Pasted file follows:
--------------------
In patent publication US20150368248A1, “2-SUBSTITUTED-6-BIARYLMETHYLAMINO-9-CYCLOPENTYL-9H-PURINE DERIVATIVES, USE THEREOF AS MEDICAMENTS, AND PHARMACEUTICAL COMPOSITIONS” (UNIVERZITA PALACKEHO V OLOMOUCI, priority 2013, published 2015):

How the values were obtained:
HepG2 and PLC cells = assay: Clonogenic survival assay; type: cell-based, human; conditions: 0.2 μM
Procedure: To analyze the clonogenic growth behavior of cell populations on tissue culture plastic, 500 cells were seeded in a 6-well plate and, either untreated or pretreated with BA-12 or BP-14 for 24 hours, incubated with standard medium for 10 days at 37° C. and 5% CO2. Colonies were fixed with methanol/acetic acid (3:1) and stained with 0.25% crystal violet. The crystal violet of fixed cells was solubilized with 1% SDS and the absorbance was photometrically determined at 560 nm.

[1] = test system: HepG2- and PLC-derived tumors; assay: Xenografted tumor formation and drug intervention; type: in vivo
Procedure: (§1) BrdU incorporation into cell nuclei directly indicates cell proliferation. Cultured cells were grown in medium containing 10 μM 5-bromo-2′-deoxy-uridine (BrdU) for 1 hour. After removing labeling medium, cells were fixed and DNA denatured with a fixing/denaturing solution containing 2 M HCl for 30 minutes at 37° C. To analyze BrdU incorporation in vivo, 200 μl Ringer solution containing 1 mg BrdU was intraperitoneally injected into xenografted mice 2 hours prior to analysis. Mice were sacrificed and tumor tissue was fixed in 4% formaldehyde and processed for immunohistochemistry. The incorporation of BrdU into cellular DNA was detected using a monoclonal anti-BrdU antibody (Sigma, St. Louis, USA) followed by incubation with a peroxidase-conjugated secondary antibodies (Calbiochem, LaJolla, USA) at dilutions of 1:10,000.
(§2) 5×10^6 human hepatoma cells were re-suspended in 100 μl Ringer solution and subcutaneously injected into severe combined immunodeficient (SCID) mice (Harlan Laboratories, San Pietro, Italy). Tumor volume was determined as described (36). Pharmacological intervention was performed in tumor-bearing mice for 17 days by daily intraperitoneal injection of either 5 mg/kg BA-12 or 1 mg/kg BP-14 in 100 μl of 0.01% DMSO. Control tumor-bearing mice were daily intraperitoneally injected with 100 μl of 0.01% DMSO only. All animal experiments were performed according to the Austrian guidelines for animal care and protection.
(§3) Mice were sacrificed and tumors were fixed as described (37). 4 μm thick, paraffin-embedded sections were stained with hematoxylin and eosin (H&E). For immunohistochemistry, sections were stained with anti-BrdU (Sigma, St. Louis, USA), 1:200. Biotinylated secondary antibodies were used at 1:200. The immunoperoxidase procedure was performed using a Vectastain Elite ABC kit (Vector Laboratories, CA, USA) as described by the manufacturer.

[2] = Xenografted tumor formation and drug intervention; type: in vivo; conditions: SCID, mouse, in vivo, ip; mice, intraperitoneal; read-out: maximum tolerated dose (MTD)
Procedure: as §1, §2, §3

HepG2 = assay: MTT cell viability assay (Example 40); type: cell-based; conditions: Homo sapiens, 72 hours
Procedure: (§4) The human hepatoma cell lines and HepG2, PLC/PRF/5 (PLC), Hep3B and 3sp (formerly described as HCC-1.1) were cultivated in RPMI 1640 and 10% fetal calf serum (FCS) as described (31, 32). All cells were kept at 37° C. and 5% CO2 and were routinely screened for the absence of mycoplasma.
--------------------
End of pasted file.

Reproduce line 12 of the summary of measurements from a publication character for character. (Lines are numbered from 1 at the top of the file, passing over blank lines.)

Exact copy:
Procedure: (§4) The human hepatoma cell lines and HepG2, PLC/PRF/5 (PLC), Hep3B and 3sp (formerly described as HCC-1.1) were cultivated in RPMI 1640 and 10% fetal calf serum (FCS) as described (31, 32). All cells were kept at 37° C. and 5% CO2 and were routinely screened for the absence of mycoplasma.